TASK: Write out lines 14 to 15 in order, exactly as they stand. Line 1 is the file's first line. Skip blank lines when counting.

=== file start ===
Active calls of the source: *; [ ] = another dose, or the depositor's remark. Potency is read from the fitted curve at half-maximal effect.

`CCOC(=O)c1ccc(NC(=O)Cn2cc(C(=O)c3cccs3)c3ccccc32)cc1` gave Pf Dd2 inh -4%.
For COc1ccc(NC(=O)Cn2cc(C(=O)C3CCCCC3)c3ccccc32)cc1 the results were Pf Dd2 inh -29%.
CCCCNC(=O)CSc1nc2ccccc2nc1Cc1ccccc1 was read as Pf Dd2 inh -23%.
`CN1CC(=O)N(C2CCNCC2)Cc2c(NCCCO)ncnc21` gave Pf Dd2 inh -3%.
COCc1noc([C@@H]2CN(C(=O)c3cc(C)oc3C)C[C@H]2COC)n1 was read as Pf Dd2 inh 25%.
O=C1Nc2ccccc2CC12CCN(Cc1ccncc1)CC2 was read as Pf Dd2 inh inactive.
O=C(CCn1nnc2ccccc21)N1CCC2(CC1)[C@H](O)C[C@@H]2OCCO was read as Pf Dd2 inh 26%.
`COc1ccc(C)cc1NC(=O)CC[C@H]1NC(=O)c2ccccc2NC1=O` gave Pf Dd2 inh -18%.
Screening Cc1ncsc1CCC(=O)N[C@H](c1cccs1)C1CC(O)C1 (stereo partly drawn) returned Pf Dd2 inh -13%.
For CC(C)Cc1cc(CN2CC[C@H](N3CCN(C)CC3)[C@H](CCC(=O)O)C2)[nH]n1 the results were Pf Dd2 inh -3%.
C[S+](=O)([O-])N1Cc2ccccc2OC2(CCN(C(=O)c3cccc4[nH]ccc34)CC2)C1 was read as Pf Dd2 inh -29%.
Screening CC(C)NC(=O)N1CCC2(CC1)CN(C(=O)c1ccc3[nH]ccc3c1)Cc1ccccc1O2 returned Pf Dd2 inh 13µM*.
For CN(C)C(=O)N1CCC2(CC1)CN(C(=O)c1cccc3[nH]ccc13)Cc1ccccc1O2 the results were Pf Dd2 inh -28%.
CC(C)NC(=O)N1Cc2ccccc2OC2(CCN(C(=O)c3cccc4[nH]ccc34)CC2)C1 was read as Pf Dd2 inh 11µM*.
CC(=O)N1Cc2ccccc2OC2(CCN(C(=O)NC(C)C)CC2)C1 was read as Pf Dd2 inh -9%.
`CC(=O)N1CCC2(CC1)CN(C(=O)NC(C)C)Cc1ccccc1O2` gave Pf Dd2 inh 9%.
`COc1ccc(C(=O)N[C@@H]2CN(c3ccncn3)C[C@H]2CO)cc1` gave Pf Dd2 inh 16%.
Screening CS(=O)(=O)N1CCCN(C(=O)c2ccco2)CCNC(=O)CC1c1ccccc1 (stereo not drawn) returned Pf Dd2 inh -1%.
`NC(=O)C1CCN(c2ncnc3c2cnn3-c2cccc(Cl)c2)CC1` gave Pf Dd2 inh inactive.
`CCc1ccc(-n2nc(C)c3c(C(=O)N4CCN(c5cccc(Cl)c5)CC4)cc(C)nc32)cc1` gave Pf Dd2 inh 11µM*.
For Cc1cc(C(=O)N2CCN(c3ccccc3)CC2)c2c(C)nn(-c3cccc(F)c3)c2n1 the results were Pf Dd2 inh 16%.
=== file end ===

For CN(C)C(=O)N1CCC2(CC1)CN(C(=O)c1cccc3[nH]ccc13)Cc1ccccc1O2 the results were Pf Dd2 inh -28%.
CC(C)NC(=O)N1Cc2ccccc2OC2(CCN(C(=O)c3cccc4[nH]ccc34)CC2)C1 was read as Pf Dd2 inh 11µM*.